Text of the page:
2011, Great Lake Ice Fishing -

Lake Michigan Ice Fishing

Last Saturday I made it out on the ice to chase a few trout around.  The morning started out terribly slow with only a couple missed fish while jigging a Swedish Pimple.  Due to my lack of fresh spawn I didn't have much in the way of spawn sacks so opted to fish with medium golden shiners instead.  By around 11AM the waiting game was getting old so I slapped on a couple older spawn sacks.  No more then a half hour later one of the Automatic Fisherman with a chartreuse spawn sack on it tripped.  5 minutes later we had our first brown on ice.

Luckily for us it was a female with a few loose eggs left in her.  We milked the eggs  into a Ziploc bag, snapped a few pictures and quickly released her.  With fresh brown trout spawn in hand I knew we were in business.  I quickly went to work tying up the few eggs we had gathered into 4 fresh spawn bags.

Ice fishing various harbors for trout the past few years I've learned that alot of times there is no better bait then fresh spawn.   Old frozen or freezer burnt spawn will not do.  Knowing this I always make sure to bring along my "Spawn Bag Maker” which makes tying a spawn sack up on the ice a breeze.

Before I could even finish tying up the second sack my brother had already hooked into a Brown!  He was using a marabou jig tipped with the minutes old fresh spawn bag.  Wow, that didn't take long!  The next 30 minutes were a blur with us landing three more Steelhead, (including a double header!!) on the three other spawns sacks I had tied up.

To say the fresh spawn made a difference is an understatement.  Last Saturday reinforced just how important having fresh spawn is while chasing these wily trout through the ice.  As important as fresh spawn is it's also just as critical to be rigged up properly.  For spawn sack rigs I use an Automatic Fisherman spooled with 8# test mono, rigged with a 6# test fluorocarbon leader.  The leader consists of a couple small split shot and a small #8 octopus hook snelled on the end.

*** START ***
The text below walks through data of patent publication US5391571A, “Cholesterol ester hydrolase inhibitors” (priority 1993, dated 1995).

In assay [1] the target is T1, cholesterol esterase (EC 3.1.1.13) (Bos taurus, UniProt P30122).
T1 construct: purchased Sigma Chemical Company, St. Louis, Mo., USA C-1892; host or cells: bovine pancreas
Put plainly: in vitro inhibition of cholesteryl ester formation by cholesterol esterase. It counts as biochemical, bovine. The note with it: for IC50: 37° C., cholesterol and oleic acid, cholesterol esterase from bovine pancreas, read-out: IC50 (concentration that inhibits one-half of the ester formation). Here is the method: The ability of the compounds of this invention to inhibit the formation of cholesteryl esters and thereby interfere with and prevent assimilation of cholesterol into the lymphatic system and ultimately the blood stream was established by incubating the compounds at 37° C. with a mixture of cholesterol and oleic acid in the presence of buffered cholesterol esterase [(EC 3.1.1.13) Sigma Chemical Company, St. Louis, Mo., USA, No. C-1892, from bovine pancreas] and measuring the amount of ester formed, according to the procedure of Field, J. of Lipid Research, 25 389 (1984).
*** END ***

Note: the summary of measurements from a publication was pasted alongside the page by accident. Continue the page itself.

You want to set the Automatic Fisherman (using the float above the bottom eyelet) so that it trips almost immediately after the fish grabs the spawn sack.  When a trout takes a spawn sack it is essentially biting a naked hook.  If you allow the fish much of a lead (using the float above the bottom eyelet) before the Automatic Fisherman trips they spit the bait.  I've learned this the hard way, and can say from experience you do not need much if any lead when fishing spawn sacks below Autos.  I set the spawn sacks no more then a foot above bottom often times I only set them 6" above bottom.

If you are using a Golden Shiner below an Automatic fisherman my set up is a little different.  Instead of the #8 octopus hook I like to use a single small #10 treble hook.  Rig the hook just behind the dorsal fin of the shiner.  Make sure the shiner is as lively as possible, trout will not touch them if they are dead so the livelier the better.  Unlike when using spawn sacks I often have the best luck with shiners set five or more feet off bottom.  When using the shiners below Auto's the float becomes critical, I set the float to allow a foot or more of slack line before the Auto trips.  This lets the trout grab the shiner and get the small treble in it's mouth. Fishing trout through the ice can be slow, but the rewards are great.  As was the case last Saturday, more often then not it's the little things that make a big difference.



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